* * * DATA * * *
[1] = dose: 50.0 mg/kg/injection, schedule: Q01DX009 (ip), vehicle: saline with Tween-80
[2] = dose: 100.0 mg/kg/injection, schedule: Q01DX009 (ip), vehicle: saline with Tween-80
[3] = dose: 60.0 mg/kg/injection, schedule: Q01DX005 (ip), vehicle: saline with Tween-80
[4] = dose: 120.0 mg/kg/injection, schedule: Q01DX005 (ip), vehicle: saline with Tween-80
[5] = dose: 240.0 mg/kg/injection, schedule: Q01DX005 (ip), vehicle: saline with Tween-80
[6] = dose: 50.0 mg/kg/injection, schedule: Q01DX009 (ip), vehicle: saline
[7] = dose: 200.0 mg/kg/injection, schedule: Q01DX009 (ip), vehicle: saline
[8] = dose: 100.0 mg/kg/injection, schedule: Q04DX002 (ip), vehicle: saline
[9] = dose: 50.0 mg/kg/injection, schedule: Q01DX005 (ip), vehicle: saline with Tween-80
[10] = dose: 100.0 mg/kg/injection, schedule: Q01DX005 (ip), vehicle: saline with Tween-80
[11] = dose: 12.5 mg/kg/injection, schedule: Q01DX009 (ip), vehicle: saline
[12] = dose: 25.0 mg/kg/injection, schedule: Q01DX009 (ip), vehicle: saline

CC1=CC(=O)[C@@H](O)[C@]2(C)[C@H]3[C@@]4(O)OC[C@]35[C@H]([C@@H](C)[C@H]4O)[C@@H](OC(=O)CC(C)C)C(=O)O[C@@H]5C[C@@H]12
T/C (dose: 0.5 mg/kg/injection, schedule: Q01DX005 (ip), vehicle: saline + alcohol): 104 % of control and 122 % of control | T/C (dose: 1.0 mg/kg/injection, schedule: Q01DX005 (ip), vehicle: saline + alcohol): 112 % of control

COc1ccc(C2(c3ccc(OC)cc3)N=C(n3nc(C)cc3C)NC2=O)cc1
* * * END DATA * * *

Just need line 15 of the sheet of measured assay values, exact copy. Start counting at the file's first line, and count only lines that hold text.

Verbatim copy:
COc1ccc(C2(c3ccc(OC)cc3)N=C(n3nc(C)cc3C)NC2=O)cc1